Some people may feel that smart and clever are the same. But I think most consider smart people to be those with strong intelligence and the ability to make use of it. Whereas clever people are witty and know how to work around difficult situations in ways not ordinarily thought of.
Both have their virtues. Smart people are necessary when you have complicated situations to work out carefully over time. Clever people are useful when the situation requires unusual and quick thinking in a way that will delight.
I like to think I work hard to be smart most of the time. I do my homework and consider those around me when involved in important projects. But I also work to sharpen my cleverness. It helps when writing columns, instigating exciting opportunities and writing limericks for my subscribers.
Here are more insights from my Inc. colleagues.
1. Each issue requires a different approach.
There is a tremendous difference between smart and clever, both in business and in life. I would argue that it's best to have a little of both if you want to maximize your own success. When it comes to facts and figures, I'm smart--I know the answers to lots of different questions on a wide variety of topics (my wife keeps trying to convince me to make an appearance on Jeopardy!). But I'm also clever--I know how to quickly find the answers to the questions I don't know, or how to find someone who knows the answers. I'm a master of hacking Google to find the information I need, and in tapping my huge network of contacts to benefit from their experience. I use both skills to my advantage--when and where I need them the most. --The Management Guy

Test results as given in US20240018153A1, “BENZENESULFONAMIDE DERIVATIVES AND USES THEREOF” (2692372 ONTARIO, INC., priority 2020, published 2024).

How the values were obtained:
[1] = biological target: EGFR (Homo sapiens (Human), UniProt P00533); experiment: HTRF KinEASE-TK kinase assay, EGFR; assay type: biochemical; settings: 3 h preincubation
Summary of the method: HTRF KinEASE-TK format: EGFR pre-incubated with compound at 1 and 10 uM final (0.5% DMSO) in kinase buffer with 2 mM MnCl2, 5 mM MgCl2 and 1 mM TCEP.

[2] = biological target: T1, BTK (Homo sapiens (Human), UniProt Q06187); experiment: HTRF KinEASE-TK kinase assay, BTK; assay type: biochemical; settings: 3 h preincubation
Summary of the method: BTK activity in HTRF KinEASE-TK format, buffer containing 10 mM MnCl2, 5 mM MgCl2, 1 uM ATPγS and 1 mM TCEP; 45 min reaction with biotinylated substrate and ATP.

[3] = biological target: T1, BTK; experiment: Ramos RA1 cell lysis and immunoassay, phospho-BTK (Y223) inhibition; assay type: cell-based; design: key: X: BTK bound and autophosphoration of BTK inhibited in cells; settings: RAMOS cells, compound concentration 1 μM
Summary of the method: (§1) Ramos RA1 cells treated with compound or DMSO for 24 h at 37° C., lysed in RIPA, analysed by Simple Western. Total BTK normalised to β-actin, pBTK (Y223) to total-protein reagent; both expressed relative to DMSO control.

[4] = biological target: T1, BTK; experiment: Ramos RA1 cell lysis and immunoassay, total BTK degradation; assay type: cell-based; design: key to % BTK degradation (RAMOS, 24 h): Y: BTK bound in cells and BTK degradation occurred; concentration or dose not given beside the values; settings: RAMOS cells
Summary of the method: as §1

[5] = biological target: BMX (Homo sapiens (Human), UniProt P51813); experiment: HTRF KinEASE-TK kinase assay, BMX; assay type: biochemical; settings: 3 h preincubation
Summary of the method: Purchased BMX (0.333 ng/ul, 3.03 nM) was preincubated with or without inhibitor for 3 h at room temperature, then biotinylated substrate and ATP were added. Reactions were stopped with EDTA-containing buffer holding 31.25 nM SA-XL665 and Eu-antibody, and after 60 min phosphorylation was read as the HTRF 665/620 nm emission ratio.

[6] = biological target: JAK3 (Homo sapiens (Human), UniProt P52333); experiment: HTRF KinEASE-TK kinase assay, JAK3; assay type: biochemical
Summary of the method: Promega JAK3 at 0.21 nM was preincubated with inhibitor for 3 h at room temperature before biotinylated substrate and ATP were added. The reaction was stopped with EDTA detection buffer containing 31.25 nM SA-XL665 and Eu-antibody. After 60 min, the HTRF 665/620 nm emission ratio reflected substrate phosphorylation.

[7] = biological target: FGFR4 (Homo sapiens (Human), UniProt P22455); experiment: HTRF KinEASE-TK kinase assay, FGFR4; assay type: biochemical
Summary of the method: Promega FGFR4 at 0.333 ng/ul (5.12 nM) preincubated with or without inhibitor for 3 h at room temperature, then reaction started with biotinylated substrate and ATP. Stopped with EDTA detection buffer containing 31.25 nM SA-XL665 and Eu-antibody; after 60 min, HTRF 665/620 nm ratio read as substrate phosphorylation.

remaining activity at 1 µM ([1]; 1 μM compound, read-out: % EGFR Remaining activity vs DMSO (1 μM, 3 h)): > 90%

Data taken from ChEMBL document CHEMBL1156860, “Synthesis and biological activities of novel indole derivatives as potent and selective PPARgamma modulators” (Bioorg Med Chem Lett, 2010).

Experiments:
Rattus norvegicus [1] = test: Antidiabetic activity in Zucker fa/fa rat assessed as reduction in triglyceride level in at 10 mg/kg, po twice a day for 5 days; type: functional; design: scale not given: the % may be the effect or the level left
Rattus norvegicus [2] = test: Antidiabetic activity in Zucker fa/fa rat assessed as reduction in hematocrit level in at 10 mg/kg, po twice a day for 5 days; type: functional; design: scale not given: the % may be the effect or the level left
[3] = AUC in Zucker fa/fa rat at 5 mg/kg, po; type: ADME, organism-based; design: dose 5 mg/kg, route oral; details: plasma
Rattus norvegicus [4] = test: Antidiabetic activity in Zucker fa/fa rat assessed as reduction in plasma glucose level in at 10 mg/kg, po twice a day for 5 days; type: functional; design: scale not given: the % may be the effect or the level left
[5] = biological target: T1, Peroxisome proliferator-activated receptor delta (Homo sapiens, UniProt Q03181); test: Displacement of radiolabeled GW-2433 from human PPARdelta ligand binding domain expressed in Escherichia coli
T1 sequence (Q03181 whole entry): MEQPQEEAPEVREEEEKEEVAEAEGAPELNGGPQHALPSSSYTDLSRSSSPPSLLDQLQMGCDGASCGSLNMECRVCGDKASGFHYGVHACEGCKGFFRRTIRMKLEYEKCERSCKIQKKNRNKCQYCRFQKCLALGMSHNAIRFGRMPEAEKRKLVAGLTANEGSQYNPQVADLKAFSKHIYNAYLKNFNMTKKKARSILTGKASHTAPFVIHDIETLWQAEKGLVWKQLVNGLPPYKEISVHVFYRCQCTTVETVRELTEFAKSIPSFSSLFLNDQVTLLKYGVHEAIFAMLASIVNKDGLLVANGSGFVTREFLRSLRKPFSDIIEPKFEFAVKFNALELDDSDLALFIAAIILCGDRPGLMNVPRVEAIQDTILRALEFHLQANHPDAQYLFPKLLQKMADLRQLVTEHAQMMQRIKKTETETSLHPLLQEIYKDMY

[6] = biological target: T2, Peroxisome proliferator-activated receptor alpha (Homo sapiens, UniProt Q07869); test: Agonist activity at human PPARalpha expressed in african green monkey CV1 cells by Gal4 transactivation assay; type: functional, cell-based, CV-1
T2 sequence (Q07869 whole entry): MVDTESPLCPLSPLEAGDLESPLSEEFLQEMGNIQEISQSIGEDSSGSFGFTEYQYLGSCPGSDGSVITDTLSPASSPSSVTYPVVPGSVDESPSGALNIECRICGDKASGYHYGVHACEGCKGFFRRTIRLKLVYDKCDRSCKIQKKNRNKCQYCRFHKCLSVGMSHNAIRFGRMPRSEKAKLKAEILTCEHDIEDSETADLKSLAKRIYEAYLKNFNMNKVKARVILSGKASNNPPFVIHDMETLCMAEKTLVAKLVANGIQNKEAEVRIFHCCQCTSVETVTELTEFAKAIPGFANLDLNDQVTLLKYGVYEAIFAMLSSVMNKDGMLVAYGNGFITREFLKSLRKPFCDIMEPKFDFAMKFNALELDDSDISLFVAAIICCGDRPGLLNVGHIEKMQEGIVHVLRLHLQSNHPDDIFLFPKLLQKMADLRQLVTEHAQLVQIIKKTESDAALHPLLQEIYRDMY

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2. Cleverness demands imagination.
There's a certain imaginative quality that comes with being clever. When one's cleverness is aimed at developing solutions it can sometimes outsmart the smartest of all! I have a client who manufactures and distributes a beauty product with a unique ingredient. She's a brilliant entrepreneur so she knew it wouldn't be long before less expensive, knock-off products would become her main competition. Many entrepreneurs would allow this to intimidate, even anger them, but not my client. She went into competition with herself by creating her own knock-off product under an entirely different corporation. Clever indeed! --The Successful Soloist
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3. Entrepreneurs, especially, are better off being clever.
I know many smart people who are not willing to take the entrepreneurial plunge. They are smart enough to measure the potential costs and often choose to pursue something safer, grounded and predictable. Let's face it--the decision to break out on one's own is not a "smart" decision. You take all the risk, you may walk away with nothing more than experience, and the dollars you make for the hours you work can be depressing. Not smart. In order to survive and thrive in the entrepreneurial world, being clever is better--and I would suggest necessary. Research shows that many successful entrepreneurs have issues like dyslexia. In order to survive, they must be clever and learn to solve problems in a unique way. Not being "smart" could very well be the greatest competitive advantage. --Lean Forward
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